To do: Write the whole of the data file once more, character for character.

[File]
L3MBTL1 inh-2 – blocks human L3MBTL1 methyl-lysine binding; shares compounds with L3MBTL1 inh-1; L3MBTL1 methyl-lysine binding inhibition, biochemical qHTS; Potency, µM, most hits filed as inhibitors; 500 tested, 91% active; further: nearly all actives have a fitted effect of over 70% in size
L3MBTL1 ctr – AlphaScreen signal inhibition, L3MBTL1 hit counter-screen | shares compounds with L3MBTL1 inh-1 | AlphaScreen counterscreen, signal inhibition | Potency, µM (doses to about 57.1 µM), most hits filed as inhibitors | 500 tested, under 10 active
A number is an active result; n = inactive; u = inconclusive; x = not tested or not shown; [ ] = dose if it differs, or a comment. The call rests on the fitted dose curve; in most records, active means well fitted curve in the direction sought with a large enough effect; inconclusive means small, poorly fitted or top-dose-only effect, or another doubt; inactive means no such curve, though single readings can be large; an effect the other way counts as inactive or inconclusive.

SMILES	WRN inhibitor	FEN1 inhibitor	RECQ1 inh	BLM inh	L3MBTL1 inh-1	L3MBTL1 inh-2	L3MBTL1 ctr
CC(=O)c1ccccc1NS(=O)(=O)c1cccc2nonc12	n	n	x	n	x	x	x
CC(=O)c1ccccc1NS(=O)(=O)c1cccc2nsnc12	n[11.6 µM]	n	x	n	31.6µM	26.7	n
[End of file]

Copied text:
L3MBTL1 inh-2 – blocks human L3MBTL1 methyl-lysine binding; shares compounds with L3MBTL1 inh-1; L3MBTL1 methyl-lysine binding inhibition, biochemical qHTS; Potency, µM, most hits filed as inhibitors; 500 tested, 91% active; further: nearly all actives have a fitted effect of over 70% in size
L3MBTL1 ctr – AlphaScreen signal inhibition, L3MBTL1 hit counter-screen | shares compounds with L3MBTL1 inh-1 | AlphaScreen counterscreen, signal inhibition | Potency, µM (doses to about 57.1 µM), most hits filed as inhibitors | 500 tested, under 10 active
A number is an active result; n = inactive; u = inconclusive; x = not tested or not shown; [ ] = dose if it differs, or a comment. The call rests on the fitted dose curve; in most records, active means well fitted curve in the direction sought with a large enough effect; inconclusive means small, poorly fitted or top-dose-only effect, or another doubt; inactive means no such curve, though single readings can be large; an effect the other way counts as inactive or inconclusive.

SMILES	WRN inhibitor	FEN1 inhibitor	RECQ1 inh	BLM inh	L3MBTL1 inh-1	L3MBTL1 inh-2	L3MBTL1 ctr
CC(=O)c1ccccc1NS(=O)(=O)c1cccc2nonc12	n	n	x	n	x	x	x
CC(=O)c1ccccc1NS(=O)(=O)c1cccc2nsnc12	n[11.6 µM]	n	x	n	31.6µM	26.7	n